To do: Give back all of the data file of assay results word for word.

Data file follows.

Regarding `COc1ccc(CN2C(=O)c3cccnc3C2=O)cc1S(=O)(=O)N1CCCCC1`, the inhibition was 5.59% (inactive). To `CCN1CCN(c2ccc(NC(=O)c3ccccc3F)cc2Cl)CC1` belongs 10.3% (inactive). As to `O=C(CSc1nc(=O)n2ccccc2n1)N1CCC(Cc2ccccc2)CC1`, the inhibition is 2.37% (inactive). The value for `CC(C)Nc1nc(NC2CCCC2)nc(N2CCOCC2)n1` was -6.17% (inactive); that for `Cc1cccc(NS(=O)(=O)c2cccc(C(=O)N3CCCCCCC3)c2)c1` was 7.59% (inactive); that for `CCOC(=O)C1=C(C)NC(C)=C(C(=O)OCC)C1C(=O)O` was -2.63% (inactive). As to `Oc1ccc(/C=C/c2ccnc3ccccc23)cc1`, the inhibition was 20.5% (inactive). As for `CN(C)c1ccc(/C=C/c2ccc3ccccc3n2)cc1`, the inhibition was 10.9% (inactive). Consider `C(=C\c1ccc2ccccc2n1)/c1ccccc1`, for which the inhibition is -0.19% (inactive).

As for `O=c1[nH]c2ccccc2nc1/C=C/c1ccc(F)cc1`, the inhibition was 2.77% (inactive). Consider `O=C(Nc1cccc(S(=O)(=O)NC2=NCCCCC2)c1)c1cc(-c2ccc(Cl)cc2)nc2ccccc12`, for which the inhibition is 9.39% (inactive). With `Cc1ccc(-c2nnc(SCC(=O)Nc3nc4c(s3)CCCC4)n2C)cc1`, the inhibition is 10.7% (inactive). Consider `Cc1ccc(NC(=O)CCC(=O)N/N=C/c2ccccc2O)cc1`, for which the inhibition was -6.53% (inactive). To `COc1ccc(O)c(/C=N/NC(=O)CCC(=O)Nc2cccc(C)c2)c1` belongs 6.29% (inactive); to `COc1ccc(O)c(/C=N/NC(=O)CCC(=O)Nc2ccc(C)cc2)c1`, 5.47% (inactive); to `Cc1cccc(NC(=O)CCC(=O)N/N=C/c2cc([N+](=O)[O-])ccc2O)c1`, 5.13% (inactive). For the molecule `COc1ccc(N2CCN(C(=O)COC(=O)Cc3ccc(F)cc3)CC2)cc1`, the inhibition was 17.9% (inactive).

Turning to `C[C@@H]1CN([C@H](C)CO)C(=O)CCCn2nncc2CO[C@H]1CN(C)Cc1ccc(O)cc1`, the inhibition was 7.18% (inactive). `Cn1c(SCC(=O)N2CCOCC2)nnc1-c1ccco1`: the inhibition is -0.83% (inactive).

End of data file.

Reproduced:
Regarding `COc1ccc(CN2C(=O)c3cccnc3C2=O)cc1S(=O)(=O)N1CCCCC1`, the inhibition was 5.59% (inactive). To `CCN1CCN(c2ccc(NC(=O)c3ccccc3F)cc2Cl)CC1` belongs 10.3% (inactive). As to `O=C(CSc1nc(=O)n2ccccc2n1)N1CCC(Cc2ccccc2)CC1`, the inhibition is 2.37% (inactive). The value for `CC(C)Nc1nc(NC2CCCC2)nc(N2CCOCC2)n1` was -6.17% (inactive); that for `Cc1cccc(NS(=O)(=O)c2cccc(C(=O)N3CCCCCCC3)c2)c1` was 7.59% (inactive); that for `CCOC(=O)C1=C(C)NC(C)=C(C(=O)OCC)C1C(=O)O` was -2.63% (inactive). As to `Oc1ccc(/C=C/c2ccnc3ccccc23)cc1`, the inhibition was 20.5% (inactive). As for `CN(C)c1ccc(/C=C/c2ccc3ccccc3n2)cc1`, the inhibition was 10.9% (inactive). Consider `C(=C\c1ccc2ccccc2n1)/c1ccccc1`, for which the inhibition is -0.19% (inactive).

As for `O=c1[nH]c2ccccc2nc1/C=C/c1ccc(F)cc1`, the inhibition was 2.77% (inactive). Consider `O=C(Nc1cccc(S(=O)(=O)NC2=NCCCCC2)c1)c1cc(-c2ccc(Cl)cc2)nc2ccccc12`, for which the inhibition is 9.39% (inactive). With `Cc1ccc(-c2nnc(SCC(=O)Nc3nc4c(s3)CCCC4)n2C)cc1`, the inhibition is 10.7% (inactive). Consider `Cc1ccc(NC(=O)CCC(=O)N/N=C/c2ccccc2O)cc1`, for which the inhibition was -6.53% (inactive). To `COc1ccc(O)c(/C=N/NC(=O)CCC(=O)Nc2cccc(C)c2)c1` belongs 6.29% (inactive); to `COc1ccc(O)c(/C=N/NC(=O)CCC(=O)Nc2ccc(C)cc2)c1`, 5.47% (inactive); to `Cc1cccc(NC(=O)CCC(=O)N/N=C/c2cc([N+](=O)[O-])ccc2O)c1`, 5.13% (inactive). For the molecule `COc1ccc(N2CCN(C(=O)COC(=O)Cc3ccc(F)cc3)CC2)cc1`, the inhibition was 17.9% (inactive).

Turning to `C[C@@H]1CN([C@H](C)CO)C(=O)CCCn2nncc2CO[C@H]1CN(C)Cc1ccc(O)cc1`, the inhibition was 7.18% (inactive). `Cn1c(SCC(=O)N2CCOCC2)nnc1-c1ccco1`: the inhibition is -0.83% (inactive).